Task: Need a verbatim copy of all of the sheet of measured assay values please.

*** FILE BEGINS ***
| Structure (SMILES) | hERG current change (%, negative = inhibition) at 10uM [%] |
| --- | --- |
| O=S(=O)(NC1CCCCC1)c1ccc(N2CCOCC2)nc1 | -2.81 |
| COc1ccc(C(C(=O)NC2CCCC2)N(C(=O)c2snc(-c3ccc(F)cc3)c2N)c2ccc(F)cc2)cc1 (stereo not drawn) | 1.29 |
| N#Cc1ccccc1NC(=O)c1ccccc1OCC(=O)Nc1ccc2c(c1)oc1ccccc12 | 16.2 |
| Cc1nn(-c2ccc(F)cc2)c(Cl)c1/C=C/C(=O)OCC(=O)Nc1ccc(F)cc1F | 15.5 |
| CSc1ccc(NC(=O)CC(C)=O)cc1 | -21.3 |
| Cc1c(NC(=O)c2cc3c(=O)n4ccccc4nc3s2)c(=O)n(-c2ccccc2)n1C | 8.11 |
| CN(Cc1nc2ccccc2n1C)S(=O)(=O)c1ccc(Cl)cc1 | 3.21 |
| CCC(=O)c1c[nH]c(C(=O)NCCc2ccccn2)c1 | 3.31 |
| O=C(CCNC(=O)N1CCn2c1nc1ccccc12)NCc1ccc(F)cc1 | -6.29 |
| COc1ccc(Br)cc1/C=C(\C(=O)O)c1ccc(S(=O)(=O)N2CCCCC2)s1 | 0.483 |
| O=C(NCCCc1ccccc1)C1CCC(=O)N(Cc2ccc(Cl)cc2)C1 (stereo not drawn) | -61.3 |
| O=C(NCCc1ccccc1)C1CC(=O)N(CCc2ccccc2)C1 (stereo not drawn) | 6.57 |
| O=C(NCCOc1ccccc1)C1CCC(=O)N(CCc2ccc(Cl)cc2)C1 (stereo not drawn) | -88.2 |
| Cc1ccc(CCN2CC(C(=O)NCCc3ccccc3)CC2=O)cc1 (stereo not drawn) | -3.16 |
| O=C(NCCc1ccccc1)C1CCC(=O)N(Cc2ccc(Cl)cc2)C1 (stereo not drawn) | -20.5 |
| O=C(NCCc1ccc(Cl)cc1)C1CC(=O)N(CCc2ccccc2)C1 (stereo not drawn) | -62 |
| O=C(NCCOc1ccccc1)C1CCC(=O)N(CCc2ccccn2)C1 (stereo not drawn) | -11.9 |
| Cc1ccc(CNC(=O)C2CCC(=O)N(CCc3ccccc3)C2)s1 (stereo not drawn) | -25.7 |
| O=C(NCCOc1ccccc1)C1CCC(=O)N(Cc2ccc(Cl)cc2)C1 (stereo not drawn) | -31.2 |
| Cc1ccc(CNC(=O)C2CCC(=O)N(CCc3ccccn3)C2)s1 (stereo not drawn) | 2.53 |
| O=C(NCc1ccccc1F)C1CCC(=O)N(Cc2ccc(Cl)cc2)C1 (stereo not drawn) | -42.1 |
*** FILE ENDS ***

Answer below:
| Structure (SMILES) | hERG current change (%, negative = inhibition) at 10uM [%] |
| --- | --- |
| O=S(=O)(NC1CCCCC1)c1ccc(N2CCOCC2)nc1 | -2.81 |
| COc1ccc(C(C(=O)NC2CCCC2)N(C(=O)c2snc(-c3ccc(F)cc3)c2N)c2ccc(F)cc2)cc1 (stereo not drawn) | 1.29 |
| N#Cc1ccccc1NC(=O)c1ccccc1OCC(=O)Nc1ccc2c(c1)oc1ccccc12 | 16.2 |
| Cc1nn(-c2ccc(F)cc2)c(Cl)c1/C=C/C(=O)OCC(=O)Nc1ccc(F)cc1F | 15.5 |
| CSc1ccc(NC(=O)CC(C)=O)cc1 | -21.3 |
| Cc1c(NC(=O)c2cc3c(=O)n4ccccc4nc3s2)c(=O)n(-c2ccccc2)n1C | 8.11 |
| CN(Cc1nc2ccccc2n1C)S(=O)(=O)c1ccc(Cl)cc1 | 3.21 |
| CCC(=O)c1c[nH]c(C(=O)NCCc2ccccn2)c1 | 3.31 |
| O=C(CCNC(=O)N1CCn2c1nc1ccccc12)NCc1ccc(F)cc1 | -6.29 |
| COc1ccc(Br)cc1/C=C(\C(=O)O)c1ccc(S(=O)(=O)N2CCCCC2)s1 | 0.483 |
| O=C(NCCCc1ccccc1)C1CCC(=O)N(Cc2ccc(Cl)cc2)C1 (stereo not drawn) | -61.3 |
| O=C(NCCc1ccccc1)C1CC(=O)N(CCc2ccccc2)C1 (stereo not drawn) | 6.57 |
| O=C(NCCOc1ccccc1)C1CCC(=O)N(CCc2ccc(Cl)cc2)C1 (stereo not drawn) | -88.2 |
| Cc1ccc(CCN2CC(C(=O)NCCc3ccccc3)CC2=O)cc1 (stereo not drawn) | -3.16 |
| O=C(NCCc1ccccc1)C1CCC(=O)N(Cc2ccc(Cl)cc2)C1 (stereo not drawn) | -20.5 |
| O=C(NCCc1ccc(Cl)cc1)C1CC(=O)N(CCc2ccccc2)C1 (stereo not drawn) | -62 |
| O=C(NCCOc1ccccc1)C1CCC(=O)N(CCc2ccccn2)C1 (stereo not drawn) | -11.9 |
| Cc1ccc(CNC(=O)C2CCC(=O)N(CCc3ccccc3)C2)s1 (stereo not drawn) | -25.7 |
| O=C(NCCOc1ccccc1)C1CCC(=O)N(Cc2ccc(Cl)cc2)C1 (stereo not drawn) | -31.2 |
| Cc1ccc(CNC(=O)C2CCC(=O)N(CCc3ccccn3)C2)s1 (stereo not drawn) | 2.53 |
| O=C(NCc1ccccc1F)C1CCC(=O)N(Cc2ccc(Cl)cc2)C1 (stereo not drawn) | -42.1 |